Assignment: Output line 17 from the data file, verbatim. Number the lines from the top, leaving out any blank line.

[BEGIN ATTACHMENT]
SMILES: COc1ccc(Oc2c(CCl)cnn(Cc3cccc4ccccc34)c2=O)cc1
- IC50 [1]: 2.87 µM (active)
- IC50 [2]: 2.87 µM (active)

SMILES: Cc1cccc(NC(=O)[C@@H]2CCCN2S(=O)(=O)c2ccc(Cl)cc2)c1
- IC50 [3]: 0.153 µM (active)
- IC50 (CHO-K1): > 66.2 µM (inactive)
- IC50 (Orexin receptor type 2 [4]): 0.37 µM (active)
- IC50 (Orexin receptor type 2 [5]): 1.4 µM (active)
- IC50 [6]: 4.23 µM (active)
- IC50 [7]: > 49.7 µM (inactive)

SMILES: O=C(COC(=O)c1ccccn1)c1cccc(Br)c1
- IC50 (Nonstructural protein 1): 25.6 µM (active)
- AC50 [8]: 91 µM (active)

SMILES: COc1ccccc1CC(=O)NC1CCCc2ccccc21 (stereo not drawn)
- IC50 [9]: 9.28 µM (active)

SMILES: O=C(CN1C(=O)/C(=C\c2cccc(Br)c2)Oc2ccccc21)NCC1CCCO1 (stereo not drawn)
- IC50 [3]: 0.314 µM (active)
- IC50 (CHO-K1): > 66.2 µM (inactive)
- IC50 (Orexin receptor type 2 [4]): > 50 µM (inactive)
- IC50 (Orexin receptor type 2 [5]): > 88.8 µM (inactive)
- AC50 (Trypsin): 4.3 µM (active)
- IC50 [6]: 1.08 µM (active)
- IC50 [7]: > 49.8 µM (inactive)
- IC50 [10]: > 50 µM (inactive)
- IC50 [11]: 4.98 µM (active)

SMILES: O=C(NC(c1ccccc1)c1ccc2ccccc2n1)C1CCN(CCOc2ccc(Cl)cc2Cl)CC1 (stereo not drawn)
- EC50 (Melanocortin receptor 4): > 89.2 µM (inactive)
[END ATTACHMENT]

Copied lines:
- IC50 [3]: 0.314 µM (active)